Opponents of the Protection of Information Bill raised their voices once again and marched from Wits to Constitution Hill on Saturday August 13.
The march was organised by the Right 2 Know Campaign, a nation-wide coalition that opposes the “Secrecy Bill” in its present form. The protesters gathered at Wits Great Hall, and the march followed a presentation by high-profile speakers who addressed a large audience in the morning.
Cosatu president Sdumo Dlamini said the congress of trade unions rejects the bill in its current form because it represents a “threat to South African democratic society to be fully informed on matters of public interest”. He explained the bill could be used to cover up information on corruption and criminalise whistleblowers, affecting particularly workers and trade unions.
Dlamini also emphasised all kinds of secrecy must be challenged “not just secrecy by government, but by all the institutions entrenched in our lives, including those in the private sector”.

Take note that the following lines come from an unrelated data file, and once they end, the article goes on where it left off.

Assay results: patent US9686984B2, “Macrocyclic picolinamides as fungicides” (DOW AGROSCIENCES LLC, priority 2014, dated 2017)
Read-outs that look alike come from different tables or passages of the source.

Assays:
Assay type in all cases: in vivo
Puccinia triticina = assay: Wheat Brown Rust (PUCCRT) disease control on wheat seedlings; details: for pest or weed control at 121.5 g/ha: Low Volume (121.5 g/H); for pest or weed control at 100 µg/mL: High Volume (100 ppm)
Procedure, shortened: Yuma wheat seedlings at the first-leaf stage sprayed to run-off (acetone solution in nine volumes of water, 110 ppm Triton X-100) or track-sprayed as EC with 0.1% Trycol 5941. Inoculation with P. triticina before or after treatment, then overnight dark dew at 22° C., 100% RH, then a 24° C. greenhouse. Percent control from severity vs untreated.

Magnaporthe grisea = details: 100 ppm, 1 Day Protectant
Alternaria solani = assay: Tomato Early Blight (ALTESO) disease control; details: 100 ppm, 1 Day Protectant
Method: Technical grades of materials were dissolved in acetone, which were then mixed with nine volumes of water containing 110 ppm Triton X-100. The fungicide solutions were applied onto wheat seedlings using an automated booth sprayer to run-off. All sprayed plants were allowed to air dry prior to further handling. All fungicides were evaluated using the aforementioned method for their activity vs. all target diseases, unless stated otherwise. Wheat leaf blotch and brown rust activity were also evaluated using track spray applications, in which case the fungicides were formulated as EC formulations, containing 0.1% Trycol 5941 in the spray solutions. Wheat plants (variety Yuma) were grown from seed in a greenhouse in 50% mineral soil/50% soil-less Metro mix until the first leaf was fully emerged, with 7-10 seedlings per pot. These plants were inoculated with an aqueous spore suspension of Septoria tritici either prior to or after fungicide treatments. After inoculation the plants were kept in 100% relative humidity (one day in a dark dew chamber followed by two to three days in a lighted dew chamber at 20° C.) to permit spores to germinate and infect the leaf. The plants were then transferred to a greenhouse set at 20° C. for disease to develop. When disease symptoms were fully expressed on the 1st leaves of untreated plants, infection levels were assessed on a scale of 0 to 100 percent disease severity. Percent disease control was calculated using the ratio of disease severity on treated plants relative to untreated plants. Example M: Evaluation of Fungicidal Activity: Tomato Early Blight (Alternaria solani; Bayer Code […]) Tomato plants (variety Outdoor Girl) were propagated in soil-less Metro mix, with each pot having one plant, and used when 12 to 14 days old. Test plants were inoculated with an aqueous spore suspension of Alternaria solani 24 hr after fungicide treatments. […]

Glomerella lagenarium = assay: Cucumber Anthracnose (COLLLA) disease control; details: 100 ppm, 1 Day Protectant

Nadine Gordimer, Nobel Prize winning writer and political activist, spoke about the statement she delivered with André Brink to President Zuma in July on the Protection of Information Bill. “Not even an acknowledgment was received from the presidential office… Into the trash can,” she added.
Former Minister of Intelligence Ronnie Kasrils delivered a heated speech and stirred up the audience. He said the bill is not just a challenge to journalists but every cross-section of society.
Kasrils agreed with Dlamini that there is a need to replace the 1982 Protection of Information [apartheid] Act. He firstly introduced the Protection of Information Bill and put up a task team. But he criticised the current committee members and said: “All they are doing is cutting and pasting… they are making a Frankensteinian monster.”
The bill is turning into “a dog’s breakfast of toxic gruel,” he added.
Other speakers were Dale McKinley, the Gauteng coordinator of the Right 2 Know campaign, Mail & Guardian’s Nic Dawes and Professor Franz Kruger, the head of Wits radio school.
The protesters took to the streets of Braamfontein holding placards that read: “Free Press = Free RSA”, “Speak now or forever be gagged”, “No information means no accountability” and “25 years in jail for uncovering corruption”.